Contrary to the defendants' contention, the Supreme Court also properly denied that branch of their motion which sought to vacate the stipulation of settlement (see Reid v C & S Realty Mgt., LLC, 94 AD3d 732; see generally Hallock v State of New York, 64 NY2d 224, 230).
The defendants' remaining contentions are without merit.
Gordon v Rattner
DECISION & ORDER
In an action to recover damages for medical malpractice, the plaintiffs appeal (1), as limited by their brief, from so much of an order of the Supreme Court, Nassau County (Sher, J.), entered March 25, 2011, as denied their motion to vacate the dismissal of the action pursuant to CPLR 3216, to restore the action to the pretrial calendar, and to set a new deadline for the filing of the note of issue, and (2) from an order of the same court entered August 5, 2011, which denied their motion, in effect, for leave to reargue the prior motion.
ORDERED that the order entered March 25, 2011, is reversed insofar as appealed from, on the facts and in the exercise of discretion, the plaintiffs' motion to vacate the dismissal of the action pursuant to CPLR 3216, to restore the action to the pretrial calendar, and to set a new deadline for the filing of the note of issue is granted, and the matter is remitted to the Supreme Court, Nassau County, for further proceedings consistent herewith; and it is further,
ORDERED that the appeal from the order entered August 5, 2011, is dismissed, as no appeal lies from an order denying a motion for leave to reargue and, in any event, the appeal from the order entered August 5, 2011, has been rendered academic in light of our determination on the appeal from the order entered March 25, 2011; and it is further,
ORDERED that the plaintiffs are awarded one bill of costs payable by the defendants appearing separately and filing separate briefs.
"CPLR 3216 is an extremely forgiving' statute (Baczkowski v Collins Constr. Co., 89 NY2d 499, 503 ), which never requires, but merely authorizes, the Supreme Court to dismiss a plaintiff's action based on the plaintiff's unreasonable neglect to proceed'" (Kadyimov v Mackinnon, 82 AD3d 938, 938, quoting Davis v Goodsell, 6 AD3d 382, 383). Although the statute prohibits the Supreme Court from dismissing a complaint based on failure to prosecute whenever a plaintiff has shown a justifiable excuse for the delay and the existence of a potentially meritorious cause of action, such a dual showing is not strictly necessary in order for a plaintiff to escape such a dismissal (see Kadyimov v Mackinnon, 82 AD3d at 938-939).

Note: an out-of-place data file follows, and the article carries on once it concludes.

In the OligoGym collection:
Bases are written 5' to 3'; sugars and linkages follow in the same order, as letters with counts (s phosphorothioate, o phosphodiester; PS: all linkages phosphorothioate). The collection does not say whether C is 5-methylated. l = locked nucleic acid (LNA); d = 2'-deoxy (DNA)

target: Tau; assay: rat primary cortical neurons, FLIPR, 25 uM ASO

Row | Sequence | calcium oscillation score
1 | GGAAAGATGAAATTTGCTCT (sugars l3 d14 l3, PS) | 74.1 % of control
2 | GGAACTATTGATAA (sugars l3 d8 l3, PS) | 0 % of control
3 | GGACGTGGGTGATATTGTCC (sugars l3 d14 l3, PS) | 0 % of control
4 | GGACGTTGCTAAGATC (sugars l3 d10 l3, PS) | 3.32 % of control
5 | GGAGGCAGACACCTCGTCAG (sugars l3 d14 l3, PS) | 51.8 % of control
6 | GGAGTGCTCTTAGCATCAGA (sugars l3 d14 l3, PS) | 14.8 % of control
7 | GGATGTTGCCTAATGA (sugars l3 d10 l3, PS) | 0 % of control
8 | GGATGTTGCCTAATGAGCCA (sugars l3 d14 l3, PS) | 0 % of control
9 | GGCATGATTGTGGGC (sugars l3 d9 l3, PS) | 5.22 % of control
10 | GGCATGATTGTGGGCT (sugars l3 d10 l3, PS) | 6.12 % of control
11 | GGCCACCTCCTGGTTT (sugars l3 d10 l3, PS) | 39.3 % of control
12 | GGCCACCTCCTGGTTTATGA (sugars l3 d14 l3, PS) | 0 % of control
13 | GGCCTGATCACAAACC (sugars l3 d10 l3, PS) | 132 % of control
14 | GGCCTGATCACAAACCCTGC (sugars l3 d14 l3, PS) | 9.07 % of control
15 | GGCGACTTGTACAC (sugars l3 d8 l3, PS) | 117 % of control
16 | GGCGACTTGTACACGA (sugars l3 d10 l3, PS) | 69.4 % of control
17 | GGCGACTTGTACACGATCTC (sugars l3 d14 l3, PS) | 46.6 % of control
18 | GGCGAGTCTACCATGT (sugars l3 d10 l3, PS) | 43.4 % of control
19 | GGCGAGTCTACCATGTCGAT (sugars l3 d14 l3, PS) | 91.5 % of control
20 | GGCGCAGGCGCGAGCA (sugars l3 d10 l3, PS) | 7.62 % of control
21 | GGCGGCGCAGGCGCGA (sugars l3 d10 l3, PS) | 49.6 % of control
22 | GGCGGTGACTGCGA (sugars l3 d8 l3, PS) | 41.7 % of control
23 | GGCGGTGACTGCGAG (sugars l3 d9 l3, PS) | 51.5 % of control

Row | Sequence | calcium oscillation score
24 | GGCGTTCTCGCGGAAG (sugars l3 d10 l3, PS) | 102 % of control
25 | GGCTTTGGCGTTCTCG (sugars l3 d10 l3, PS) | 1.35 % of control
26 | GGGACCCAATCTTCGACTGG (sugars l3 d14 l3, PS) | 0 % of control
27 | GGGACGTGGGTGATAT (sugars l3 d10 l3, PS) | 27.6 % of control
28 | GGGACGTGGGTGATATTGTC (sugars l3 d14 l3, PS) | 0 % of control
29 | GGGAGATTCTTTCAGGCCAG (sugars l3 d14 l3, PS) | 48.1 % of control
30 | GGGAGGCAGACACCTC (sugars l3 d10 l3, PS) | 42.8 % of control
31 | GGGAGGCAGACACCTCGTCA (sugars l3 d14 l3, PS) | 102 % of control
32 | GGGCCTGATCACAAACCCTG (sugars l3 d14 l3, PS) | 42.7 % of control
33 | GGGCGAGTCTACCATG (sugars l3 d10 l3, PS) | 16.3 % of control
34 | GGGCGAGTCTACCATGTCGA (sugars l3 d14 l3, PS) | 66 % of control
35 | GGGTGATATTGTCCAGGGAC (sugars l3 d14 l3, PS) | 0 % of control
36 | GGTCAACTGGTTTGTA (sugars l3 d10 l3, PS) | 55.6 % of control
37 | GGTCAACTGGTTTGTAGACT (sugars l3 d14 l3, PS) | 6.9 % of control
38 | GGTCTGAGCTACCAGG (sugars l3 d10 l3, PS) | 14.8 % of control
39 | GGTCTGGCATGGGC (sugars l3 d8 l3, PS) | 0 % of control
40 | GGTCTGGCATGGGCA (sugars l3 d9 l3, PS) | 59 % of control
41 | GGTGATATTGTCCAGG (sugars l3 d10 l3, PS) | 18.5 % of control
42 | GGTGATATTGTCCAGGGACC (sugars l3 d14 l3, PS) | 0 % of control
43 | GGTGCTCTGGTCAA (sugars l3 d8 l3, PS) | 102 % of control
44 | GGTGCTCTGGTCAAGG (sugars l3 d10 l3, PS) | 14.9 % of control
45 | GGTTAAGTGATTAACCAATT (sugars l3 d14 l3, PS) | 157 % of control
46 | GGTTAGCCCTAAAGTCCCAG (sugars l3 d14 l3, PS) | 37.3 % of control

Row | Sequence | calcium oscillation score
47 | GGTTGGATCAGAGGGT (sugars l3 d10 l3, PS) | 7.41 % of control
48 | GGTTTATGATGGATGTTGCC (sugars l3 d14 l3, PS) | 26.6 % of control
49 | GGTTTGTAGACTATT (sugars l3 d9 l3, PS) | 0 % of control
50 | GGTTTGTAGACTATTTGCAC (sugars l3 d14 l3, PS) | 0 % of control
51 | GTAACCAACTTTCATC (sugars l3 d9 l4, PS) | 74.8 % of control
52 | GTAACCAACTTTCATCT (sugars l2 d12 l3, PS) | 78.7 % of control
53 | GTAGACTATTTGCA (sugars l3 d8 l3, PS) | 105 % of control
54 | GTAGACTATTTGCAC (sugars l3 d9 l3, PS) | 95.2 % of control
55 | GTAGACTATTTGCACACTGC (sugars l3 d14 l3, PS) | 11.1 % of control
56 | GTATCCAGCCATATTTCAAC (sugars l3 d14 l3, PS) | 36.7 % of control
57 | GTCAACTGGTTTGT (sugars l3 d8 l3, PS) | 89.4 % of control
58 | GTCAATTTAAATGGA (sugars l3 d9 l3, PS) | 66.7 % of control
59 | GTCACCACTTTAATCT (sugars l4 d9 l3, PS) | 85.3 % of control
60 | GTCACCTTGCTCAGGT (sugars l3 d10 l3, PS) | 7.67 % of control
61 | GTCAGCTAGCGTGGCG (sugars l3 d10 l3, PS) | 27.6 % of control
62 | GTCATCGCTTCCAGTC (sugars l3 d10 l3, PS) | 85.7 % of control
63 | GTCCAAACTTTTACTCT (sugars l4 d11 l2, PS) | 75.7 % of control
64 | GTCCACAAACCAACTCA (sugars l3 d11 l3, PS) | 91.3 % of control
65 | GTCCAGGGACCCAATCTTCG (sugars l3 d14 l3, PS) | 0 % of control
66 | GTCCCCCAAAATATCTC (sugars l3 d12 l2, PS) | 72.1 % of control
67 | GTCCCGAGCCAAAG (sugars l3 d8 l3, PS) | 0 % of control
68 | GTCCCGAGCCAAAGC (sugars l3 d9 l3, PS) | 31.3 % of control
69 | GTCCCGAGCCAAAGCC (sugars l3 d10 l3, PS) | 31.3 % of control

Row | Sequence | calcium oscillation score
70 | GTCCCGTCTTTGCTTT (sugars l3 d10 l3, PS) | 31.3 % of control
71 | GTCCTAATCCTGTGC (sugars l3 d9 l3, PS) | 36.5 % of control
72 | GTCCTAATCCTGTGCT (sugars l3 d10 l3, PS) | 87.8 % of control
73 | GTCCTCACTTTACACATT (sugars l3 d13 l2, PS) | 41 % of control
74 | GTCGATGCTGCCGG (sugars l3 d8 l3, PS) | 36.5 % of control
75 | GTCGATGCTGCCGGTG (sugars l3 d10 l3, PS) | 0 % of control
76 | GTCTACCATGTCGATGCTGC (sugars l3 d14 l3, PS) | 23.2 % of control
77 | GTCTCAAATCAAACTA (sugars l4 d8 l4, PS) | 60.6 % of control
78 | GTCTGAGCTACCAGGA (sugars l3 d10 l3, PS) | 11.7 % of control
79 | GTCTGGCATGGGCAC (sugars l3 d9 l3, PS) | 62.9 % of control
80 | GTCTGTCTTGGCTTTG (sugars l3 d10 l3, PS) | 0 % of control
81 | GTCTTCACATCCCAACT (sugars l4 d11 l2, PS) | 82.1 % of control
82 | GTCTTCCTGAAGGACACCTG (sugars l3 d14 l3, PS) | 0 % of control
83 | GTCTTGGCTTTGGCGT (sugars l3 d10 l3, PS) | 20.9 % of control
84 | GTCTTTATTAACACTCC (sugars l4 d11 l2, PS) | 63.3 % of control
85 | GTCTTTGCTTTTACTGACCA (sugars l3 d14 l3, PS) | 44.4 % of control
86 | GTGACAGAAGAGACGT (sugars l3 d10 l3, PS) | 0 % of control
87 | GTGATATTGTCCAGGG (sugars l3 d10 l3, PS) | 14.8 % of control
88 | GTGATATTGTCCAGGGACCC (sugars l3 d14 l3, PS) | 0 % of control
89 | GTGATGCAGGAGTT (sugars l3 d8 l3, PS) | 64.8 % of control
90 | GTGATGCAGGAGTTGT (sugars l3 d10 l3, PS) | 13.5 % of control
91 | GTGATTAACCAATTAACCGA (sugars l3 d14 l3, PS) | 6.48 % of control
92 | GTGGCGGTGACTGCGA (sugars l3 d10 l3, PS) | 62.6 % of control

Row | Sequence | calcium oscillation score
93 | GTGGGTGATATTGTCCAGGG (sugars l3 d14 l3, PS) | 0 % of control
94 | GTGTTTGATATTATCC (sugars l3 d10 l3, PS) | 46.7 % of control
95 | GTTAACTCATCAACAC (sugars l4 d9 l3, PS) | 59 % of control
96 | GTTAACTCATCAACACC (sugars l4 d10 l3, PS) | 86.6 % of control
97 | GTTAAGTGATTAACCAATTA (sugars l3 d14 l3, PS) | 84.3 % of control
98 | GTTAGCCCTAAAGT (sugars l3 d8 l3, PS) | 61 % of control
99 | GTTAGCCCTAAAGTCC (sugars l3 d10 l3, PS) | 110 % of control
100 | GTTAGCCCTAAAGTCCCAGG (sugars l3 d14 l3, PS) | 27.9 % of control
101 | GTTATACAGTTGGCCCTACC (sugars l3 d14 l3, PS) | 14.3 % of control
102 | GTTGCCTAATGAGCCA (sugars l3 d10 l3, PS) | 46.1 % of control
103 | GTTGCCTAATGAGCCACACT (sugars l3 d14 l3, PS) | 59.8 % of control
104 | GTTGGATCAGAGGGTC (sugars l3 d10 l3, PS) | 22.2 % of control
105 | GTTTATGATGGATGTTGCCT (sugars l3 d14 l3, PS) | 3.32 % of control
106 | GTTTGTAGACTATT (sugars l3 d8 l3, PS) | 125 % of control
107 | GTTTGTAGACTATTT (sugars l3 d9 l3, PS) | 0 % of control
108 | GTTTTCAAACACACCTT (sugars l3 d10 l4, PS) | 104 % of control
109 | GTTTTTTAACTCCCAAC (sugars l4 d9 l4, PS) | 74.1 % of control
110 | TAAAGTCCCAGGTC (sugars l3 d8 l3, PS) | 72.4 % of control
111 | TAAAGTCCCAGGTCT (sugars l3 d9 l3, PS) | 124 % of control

Under the circumstances of this case, including the minimal three-day delay in filing the note of issue, the excuse of law office failure which the Supreme Court properly accepted as reasonable, the fact that the defendants did not claim any prejudice, and the lack of evidence of a pattern of persistent neglect and delay in prosecuting the action or of any intent to abandon the action, the Supreme Court improvidently exercised its discretion in declining to excuse the plaintiffs' failure to meet the deadline for filing the note of issue (id. at 939; see Ferrera v Esposit, 66 AD3d 637, 638; Zito v Jastremski, 35 AD3d 458; Diaz v Yuan, 28 AD3d 603; cf. Sicoli v Sasson, 76 AD3d 1002, 1003-1004; Nowell v NYU Med. Ctr., 55 AD3d 573). Accordingly, the Supreme Court should have granted the plaintiffs' motion to vacate the dismissal of the action pursuant to CPLR 3216, to restore the action to the pretrial calendar, and to set a new deadline for the filing of the note of issue.
DILLON, J.P., ENG, AUSTIN and SGROI, JJ., concur.
Hodges Walsh & Slater LLP, White Plains, N.Y. (Paul E.
Svensson of counsel), for appellant.
Hecht, Kleeger, Pintel & Damashek (The Law Office of Judah
Z. Cohen, PLLC, New York, N.Y., of counsel), for
DECISION & ORDER
In an action to recover damages for personal injuries, the defendant appeals, as limited by his brief, from so much of an order of the Supreme Court, Richmond County (Minardo, J.), dated February 16, 2012, as denied that branch of his motion which was pursuant to 22 NYCRR 202.21 to vacate the note of issue and, in effect, to compel the deposition of a nonparty witness, and granted the plaintiff's cross motion to quash a subpoena served upon the nonparty witness.
ORDERED that the order is reversed insofar as appealed from, on the law, with costs, that branch of the defendant's motion which was to vacate the note of issue and, in effect, to compel the deposition of a nonparty witness is granted, and the plaintiff's cross motion to quash the subpoena is denied.